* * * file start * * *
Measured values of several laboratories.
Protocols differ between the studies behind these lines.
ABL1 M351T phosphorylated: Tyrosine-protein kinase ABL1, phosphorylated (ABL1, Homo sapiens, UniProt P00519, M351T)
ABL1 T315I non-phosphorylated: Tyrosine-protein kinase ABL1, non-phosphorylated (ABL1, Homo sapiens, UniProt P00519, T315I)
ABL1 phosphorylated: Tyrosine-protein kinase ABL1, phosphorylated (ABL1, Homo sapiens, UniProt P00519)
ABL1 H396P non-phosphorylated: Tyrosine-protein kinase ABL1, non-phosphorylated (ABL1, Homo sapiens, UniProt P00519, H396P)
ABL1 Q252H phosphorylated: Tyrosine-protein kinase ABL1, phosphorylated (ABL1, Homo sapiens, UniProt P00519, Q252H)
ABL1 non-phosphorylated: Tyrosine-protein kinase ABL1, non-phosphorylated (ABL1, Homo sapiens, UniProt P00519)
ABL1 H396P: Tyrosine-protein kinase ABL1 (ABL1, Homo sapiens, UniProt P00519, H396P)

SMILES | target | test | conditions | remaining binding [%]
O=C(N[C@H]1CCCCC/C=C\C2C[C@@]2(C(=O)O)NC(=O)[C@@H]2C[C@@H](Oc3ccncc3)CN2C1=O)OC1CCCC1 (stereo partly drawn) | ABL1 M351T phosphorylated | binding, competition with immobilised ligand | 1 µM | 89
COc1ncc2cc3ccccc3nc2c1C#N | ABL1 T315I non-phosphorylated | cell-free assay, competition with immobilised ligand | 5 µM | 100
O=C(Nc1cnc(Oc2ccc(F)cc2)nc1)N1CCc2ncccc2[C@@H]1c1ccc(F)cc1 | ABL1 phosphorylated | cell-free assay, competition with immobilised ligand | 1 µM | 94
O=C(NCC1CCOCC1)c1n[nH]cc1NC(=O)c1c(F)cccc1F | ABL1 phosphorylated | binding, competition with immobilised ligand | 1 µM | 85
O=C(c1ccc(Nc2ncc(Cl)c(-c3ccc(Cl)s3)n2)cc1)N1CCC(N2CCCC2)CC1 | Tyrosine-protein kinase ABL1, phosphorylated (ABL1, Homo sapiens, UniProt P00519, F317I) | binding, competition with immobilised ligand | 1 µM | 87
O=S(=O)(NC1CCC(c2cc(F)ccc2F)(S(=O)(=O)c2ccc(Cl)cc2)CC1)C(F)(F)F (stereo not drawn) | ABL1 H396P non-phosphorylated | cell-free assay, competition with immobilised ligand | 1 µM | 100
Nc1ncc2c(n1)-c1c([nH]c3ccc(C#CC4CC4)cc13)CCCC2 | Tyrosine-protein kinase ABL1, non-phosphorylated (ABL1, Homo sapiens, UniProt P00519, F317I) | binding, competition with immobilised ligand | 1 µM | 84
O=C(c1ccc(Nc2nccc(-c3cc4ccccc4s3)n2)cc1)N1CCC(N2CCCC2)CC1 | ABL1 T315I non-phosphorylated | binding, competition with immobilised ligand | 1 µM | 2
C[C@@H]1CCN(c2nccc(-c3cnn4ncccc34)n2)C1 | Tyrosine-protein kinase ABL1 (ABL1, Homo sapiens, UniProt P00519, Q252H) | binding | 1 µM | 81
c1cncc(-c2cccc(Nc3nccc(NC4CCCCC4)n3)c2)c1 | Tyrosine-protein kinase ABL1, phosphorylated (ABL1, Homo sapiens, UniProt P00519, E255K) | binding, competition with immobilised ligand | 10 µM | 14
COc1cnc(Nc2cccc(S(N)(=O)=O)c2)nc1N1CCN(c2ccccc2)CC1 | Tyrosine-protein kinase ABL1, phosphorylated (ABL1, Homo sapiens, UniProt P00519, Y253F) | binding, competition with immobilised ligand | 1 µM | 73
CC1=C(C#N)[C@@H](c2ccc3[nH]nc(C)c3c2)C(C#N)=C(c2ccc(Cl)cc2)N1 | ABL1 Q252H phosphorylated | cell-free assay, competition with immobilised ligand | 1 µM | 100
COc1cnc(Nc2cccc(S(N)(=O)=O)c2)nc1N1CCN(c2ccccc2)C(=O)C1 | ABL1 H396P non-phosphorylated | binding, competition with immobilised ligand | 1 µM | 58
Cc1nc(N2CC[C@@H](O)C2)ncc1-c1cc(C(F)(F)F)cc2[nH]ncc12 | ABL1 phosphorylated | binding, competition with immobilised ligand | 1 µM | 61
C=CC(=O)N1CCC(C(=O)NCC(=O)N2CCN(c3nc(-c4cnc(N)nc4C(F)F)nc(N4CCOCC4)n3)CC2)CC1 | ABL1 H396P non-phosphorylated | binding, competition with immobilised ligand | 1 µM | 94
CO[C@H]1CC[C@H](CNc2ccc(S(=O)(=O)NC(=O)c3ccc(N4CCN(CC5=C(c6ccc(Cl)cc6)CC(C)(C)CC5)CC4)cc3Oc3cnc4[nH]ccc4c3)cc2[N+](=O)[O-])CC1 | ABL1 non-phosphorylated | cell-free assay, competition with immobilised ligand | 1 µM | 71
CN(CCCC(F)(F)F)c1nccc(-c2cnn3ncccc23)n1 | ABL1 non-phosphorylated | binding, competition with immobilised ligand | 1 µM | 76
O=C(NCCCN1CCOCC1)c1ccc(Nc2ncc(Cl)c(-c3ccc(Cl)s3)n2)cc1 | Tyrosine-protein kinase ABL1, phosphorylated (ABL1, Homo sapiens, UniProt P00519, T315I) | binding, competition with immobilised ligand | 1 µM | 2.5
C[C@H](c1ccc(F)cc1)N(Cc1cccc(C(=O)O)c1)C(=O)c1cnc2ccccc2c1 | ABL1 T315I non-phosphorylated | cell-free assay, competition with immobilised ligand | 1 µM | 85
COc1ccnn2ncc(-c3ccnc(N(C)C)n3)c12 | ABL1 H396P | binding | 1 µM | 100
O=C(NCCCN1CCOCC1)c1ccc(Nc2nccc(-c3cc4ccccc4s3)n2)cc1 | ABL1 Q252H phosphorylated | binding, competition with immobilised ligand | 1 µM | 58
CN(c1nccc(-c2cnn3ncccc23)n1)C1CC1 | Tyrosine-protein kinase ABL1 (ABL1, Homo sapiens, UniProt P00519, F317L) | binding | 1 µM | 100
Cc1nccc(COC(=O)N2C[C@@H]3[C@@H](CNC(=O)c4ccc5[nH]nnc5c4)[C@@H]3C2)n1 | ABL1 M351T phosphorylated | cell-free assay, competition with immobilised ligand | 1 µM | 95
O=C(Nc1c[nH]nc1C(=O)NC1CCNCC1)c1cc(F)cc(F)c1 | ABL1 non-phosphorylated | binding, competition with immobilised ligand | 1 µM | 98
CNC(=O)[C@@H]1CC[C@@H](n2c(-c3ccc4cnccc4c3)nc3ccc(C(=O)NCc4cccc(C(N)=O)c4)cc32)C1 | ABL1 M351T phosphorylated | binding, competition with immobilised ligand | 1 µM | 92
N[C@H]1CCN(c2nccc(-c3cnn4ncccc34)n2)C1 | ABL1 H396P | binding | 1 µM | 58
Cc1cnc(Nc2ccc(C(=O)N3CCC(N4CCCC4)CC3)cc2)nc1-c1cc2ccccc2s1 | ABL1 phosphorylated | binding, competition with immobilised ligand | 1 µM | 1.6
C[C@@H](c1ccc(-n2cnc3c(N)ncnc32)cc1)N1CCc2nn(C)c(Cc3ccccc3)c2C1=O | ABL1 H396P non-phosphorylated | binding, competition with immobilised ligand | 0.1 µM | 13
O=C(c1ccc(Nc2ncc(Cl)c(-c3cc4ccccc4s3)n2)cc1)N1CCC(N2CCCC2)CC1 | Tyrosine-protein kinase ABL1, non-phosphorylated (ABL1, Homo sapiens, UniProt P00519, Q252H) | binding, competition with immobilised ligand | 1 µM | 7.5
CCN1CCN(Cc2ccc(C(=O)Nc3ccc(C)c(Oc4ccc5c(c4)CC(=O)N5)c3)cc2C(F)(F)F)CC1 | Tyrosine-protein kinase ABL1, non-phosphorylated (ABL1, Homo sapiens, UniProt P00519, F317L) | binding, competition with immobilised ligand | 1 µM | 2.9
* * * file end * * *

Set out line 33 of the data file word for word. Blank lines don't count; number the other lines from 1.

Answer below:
Cc1nccc(COC(=O)N2C[C@@H]3[C@@H](CNC(=O)c4ccc5[nH]nnc5c4)[C@@H]3C2)n1 | ABL1 M351T phosphorylated | cell-free assay, competition with immobilised ligand | 1 µM | 95